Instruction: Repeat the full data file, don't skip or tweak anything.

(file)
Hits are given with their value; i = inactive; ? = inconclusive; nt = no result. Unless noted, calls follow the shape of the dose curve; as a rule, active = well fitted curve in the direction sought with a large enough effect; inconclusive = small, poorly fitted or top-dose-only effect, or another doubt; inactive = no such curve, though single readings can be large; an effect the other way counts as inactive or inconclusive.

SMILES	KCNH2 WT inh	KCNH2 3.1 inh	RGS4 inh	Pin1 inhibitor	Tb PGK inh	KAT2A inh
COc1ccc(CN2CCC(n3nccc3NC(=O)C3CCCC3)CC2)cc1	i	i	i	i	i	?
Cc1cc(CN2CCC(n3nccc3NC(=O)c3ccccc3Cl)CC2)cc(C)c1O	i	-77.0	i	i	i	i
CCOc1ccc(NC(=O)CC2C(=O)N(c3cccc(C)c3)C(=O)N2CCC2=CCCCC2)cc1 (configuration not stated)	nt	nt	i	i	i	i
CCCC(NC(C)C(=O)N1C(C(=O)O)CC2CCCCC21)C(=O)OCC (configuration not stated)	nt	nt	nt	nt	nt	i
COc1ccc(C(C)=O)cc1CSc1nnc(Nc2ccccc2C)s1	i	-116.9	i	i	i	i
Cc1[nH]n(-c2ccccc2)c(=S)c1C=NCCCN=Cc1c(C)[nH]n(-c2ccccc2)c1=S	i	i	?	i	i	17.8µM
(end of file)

Hits are given with their value; i = inactive; ? = inconclusive; nt = no result. Unless noted, calls follow the shape of the dose curve; as a rule, active = well fitted curve in the direction sought with a large enough effect; inconclusive = small, poorly fitted or top-dose-only effect, or another doubt; inactive = no such curve, though single readings can be large; an effect the other way counts as inactive or inconclusive.

SMILES	KCNH2 WT inh	KCNH2 3.1 inh	RGS4 inh	Pin1 inhibitor	Tb PGK inh	KAT2A inh
COc1ccc(CN2CCC(n3nccc3NC(=O)C3CCCC3)CC2)cc1	i	i	i	i	i	?
Cc1cc(CN2CCC(n3nccc3NC(=O)c3ccccc3Cl)CC2)cc(C)c1O	i	-77.0	i	i	i	i
CCOc1ccc(NC(=O)CC2C(=O)N(c3cccc(C)c3)C(=O)N2CCC2=CCCCC2)cc1 (configuration not stated)	nt	nt	i	i	i	i
CCCC(NC(C)C(=O)N1C(C(=O)O)CC2CCCCC21)C(=O)OCC (configuration not stated)	nt	nt	nt	nt	nt	i
COc1ccc(C(C)=O)cc1CSc1nnc(Nc2ccccc2C)s1	i	-116.9	i	i	i	i
Cc1[nH]n(-c2ccccc2)c(=S)c1C=NCCCN=Cc1c(C)[nH]n(-c2ccccc2)c1=S	i	i	?	i	i	17.8µM